The scientific community seems to be confused about the climate change. Zhengyu Liu, a professor at the Center for Climatic Research, University of Wisconsin, says that there are “robust contradictions” between two different studies. That’s why when the Intergovernmental Panel on Climate Change requested data to show global temperature trends over the past 10,000 years, Liu knew there would be contradictions, confusions and problems.

Climate Change

Cooling or warming?

Zhengyu Liu and his colleagues from the U.S. and Chinese universities had been buildings physical models for climate change over the past two years. Findings of the study appeared in the journal Proceedings of the National Academy of Sciences. Data from observation point to cooling. But Liu’s physical models suggest that it has to warming.

Liu and his colleagues describe a global warming trend over the Holocene (about 10,000 years). That contradicts a study published in the journal Science last year, describing a period of global cooling. Scientists have called this issue the “Holocene temperature conundrum.” It will have serious implications for evaluating climate models, and understanding climate change. However, it doesn’t change the impact of human interference on climate change since the inception of 20th century.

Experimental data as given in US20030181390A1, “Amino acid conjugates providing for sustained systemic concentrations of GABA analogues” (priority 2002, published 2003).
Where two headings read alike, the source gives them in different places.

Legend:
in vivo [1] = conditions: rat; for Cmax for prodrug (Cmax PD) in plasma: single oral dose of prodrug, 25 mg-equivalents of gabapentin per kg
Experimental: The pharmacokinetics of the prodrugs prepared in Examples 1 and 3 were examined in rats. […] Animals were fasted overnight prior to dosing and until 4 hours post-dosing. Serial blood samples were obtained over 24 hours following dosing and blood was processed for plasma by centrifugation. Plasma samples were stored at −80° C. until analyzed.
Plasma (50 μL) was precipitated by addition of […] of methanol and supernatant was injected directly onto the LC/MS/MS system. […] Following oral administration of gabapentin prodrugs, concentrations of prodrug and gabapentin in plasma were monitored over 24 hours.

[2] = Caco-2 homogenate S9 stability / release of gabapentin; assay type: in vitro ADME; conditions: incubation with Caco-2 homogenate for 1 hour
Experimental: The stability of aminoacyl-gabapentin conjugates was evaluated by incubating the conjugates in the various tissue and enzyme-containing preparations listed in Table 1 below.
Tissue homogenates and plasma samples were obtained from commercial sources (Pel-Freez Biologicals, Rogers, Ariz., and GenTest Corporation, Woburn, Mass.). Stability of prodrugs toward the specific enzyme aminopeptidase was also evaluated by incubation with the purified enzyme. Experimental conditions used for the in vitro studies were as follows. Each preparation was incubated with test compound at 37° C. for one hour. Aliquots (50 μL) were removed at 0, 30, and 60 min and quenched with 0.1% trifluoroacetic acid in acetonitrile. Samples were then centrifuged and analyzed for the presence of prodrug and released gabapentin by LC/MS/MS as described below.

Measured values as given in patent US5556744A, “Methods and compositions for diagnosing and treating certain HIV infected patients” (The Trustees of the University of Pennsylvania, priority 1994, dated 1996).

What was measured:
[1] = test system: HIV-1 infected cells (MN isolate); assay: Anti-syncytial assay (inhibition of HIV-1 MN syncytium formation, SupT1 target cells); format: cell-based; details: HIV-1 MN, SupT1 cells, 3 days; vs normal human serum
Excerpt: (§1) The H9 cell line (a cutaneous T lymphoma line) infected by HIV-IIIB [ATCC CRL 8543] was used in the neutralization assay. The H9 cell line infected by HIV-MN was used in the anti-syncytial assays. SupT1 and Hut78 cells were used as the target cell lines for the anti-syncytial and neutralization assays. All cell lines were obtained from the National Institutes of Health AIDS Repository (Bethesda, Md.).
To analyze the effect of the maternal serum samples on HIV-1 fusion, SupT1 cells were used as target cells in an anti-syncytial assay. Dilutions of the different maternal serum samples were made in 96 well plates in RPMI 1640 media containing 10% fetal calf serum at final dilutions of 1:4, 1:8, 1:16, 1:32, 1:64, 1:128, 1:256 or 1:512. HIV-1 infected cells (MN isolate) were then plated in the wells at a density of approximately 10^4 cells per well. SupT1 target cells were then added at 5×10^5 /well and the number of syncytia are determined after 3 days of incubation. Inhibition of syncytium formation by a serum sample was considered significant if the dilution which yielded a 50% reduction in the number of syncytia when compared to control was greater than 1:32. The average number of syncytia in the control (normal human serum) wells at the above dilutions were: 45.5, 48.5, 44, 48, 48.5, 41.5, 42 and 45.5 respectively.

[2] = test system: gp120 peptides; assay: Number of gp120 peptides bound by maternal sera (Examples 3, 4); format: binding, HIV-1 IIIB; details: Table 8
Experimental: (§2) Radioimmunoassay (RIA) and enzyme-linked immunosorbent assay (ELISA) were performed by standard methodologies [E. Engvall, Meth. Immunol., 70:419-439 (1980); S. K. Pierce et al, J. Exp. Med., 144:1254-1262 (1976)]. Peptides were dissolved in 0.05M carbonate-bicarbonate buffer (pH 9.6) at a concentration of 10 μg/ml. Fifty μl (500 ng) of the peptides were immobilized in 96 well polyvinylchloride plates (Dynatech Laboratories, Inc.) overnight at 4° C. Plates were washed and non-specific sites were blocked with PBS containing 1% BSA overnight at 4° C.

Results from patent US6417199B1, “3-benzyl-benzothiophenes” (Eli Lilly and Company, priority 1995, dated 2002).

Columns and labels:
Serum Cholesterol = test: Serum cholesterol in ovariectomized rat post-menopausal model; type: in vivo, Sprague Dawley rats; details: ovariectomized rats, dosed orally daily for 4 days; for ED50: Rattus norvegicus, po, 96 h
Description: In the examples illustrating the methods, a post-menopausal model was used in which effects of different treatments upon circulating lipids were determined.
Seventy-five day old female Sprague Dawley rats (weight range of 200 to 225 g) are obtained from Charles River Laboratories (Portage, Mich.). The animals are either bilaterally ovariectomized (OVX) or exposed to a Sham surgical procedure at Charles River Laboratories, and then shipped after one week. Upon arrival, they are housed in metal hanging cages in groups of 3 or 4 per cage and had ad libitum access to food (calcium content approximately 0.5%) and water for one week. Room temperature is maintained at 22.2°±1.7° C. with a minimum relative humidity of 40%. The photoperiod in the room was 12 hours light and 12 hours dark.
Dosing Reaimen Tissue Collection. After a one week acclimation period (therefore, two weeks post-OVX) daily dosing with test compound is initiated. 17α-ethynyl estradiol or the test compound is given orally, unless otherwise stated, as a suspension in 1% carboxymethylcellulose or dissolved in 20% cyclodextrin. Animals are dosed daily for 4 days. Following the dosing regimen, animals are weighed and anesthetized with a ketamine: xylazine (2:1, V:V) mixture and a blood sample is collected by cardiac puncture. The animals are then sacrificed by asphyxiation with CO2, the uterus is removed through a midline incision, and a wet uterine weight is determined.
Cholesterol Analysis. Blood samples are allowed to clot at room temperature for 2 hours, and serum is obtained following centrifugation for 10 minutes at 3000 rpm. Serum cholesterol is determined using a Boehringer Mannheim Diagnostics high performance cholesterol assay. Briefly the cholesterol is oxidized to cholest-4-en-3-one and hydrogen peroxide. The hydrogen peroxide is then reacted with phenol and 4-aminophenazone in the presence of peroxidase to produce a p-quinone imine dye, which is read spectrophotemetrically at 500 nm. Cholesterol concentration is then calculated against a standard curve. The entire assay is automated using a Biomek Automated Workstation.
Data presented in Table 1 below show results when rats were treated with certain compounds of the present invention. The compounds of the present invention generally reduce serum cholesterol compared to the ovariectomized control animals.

Scientists meeting this fall to discuss the climate change conundrum

Now the question is who is right? Liu says perhaps none of them is completely right. The last year’s study might have had some data problems because some data points published in that study contradict itself. Or maybe there is a model problem in Liu’s study due to some missing physical mechanisms. Over the last 10,000 years, the atmospheric carbon emission has gone up by 20 parts per million before the beginning of 20th century. The ice sheet of the Last Glacial Maximum has also retreated. These changes suggest a rise in annual mean global temperatures.

The geo- and bio-thermometers used in the last year’ study indicate that the period of global cooling began about 7,000 years ago and continued until humans began to make a mark, which reflects profound global warming trend. Scientists will meet this fall to discuss the climate change issue. Liu says it’s a puzzle. Both groups should look back critically to find out what’s missing.